And Gary? I don’t hear from him lately, but he and I go back to the Masonic Light group twenty or so years ago. He is a legend in local historian work way up in the Liverpool area. He has compiled meticulous histories and biographies on Masons. Amazing dedication to preserving information that, frankly, only the nerdiest among us appreciate. Read more about him here, although that is very out of date.

In the graphic above, that is Tacitus on the right. I don’t recognize the fellow on the left, but since he’s smoking a pipe, you can bet he knows what he’s talking about!

Tacitus? Arguably, the great historian of Rome’s first century CE empire period. I got to know him during my college days. Not breezy reading.

Good luck with the application!


(Yes, I applied, last fall. No, I don’t have what it takes. If you know me, you recognize I’m not Grand Lodge material.)
     

Wednesday, June 26, 2024

‘It is done’

    

Or maybe I should say “Now I’ve done it!”

Last night, The American Lodge of Research convened its Annual Meeting for elections and installation of officers, plus other regular and constitutional business. In addition to officers moving up, we have new faces in the officer line. Bro. Erich, who happens to be the secretary of New Jersey’s research lodge, is our junior deacon. He also is a Ph.D. candidate, specializing in nineteenth century Freemasonry, at Drew, and is a Masonic book dealer. A good guy to have around. Bro. Ziad, who presented a fascinating paper last year on Princess Lamballe, is our “Master Mason without,” observing the approach of you-know-who. RW Michael Chaplin joins our trustees team because serving as DDGM of the First Manhattan isn’t that demanding after all. Who knew?

Yours truly is the new Worshipful Master.

How I’ll always remember it.

I joined the lodge’s officer line so long ago I actually was still Master of New Jersey’s research lodge. Sixteen years ago. Feels like about fifty. Since I had a captive audience, I harangued the brethren with my inaugural paper, “It’s Just Common Sense: Thomas Reid and the Fellow Craft Degree.” This is an explanation of how one of the most important philosophical writings of the Scottish Enlightenment, that concerning the Five Physical Senses, came to be incorporated into what we today call the Middle Chamber Lecture.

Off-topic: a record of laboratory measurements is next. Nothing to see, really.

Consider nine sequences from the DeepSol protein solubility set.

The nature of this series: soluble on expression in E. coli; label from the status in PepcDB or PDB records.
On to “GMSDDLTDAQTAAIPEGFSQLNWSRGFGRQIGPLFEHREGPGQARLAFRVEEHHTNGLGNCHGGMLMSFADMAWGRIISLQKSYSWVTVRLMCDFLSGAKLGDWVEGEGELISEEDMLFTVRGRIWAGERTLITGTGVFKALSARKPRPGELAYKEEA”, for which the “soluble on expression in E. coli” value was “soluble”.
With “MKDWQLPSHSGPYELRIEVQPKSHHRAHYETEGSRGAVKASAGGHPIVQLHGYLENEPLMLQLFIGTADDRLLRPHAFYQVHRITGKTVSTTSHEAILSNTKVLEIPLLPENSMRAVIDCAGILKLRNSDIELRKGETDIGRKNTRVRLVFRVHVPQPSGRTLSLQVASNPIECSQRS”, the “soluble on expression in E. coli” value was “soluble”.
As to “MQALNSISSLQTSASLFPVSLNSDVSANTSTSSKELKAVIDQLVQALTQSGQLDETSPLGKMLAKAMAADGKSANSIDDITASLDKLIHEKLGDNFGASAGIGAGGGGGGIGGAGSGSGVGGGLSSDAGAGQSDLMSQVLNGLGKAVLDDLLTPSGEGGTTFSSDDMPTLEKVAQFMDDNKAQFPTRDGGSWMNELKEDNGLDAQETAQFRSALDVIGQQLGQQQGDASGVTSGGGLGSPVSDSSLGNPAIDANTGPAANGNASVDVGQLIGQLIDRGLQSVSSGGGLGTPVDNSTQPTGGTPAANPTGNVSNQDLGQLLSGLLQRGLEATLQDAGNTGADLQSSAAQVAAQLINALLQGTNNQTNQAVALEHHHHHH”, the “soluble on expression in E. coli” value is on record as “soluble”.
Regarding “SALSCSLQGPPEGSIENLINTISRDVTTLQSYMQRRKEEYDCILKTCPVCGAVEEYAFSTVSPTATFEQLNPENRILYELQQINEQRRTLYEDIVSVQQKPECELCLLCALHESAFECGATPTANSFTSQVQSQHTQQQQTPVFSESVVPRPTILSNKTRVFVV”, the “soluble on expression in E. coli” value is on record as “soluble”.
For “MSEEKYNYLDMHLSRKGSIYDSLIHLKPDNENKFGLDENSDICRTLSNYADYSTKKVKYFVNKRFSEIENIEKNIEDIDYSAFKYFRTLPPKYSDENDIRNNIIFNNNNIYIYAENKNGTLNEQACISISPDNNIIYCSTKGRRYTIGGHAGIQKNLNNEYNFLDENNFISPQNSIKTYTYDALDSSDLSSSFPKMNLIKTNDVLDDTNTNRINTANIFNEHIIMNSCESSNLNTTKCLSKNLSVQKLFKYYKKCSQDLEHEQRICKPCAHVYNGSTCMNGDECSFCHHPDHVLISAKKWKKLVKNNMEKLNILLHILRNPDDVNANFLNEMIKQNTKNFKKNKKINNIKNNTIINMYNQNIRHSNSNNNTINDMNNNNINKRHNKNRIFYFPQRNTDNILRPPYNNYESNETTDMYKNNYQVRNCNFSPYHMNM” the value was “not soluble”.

It’ll come across better in print—if I ever get the book finished—than in my oral presentation, but for example, here’s a whiff of New York’s Middle Chamber Lecture:


Smelling is that sense by which we distinguish odors, the various kinds of which convey different impressions to the mind. Animal and vegetable bodies, and indeed most other bodies, while exposed to air, continually send forth effluvia of vast subtlety, as well in a state of life and growth, as in the state of fermentation and putrefaction. These effluvia, being drawn into the nostrils along with the air, are the means by which all bodies are distinguished. Hence it is evident that there is a manifest appearance of design in the great Creator’s having planted the organ of smell inside of that canal, through which the air continually passes in respiration.


And here is a puff of Dr. Reid’s thoughts circa 1764:


University of Glasgow
Dr. Thomas Reid
Natural philosophy informs us, that all animal and vegetable bodies, and probably most other bodies, while exposed to the air, are continually sending forth effluvia of vast subtlety, not only in their state of life and growth, but in the states of fermentation and putrefaction. These volatile particles do probably repel each other, and so scatter themselves in the air, until they meet with other bodies to which they have some chemical affinity, and with which they unite, and form new concretes… But that all bodies are smelled by means of effluvia which they emit, and which are drawn into the nostrils along with the air, there is no reason to doubt. So that there is manifest appearance of design in placing the organ of smell in the inside of the canal through which the air is continually passing in inspiration and expiration.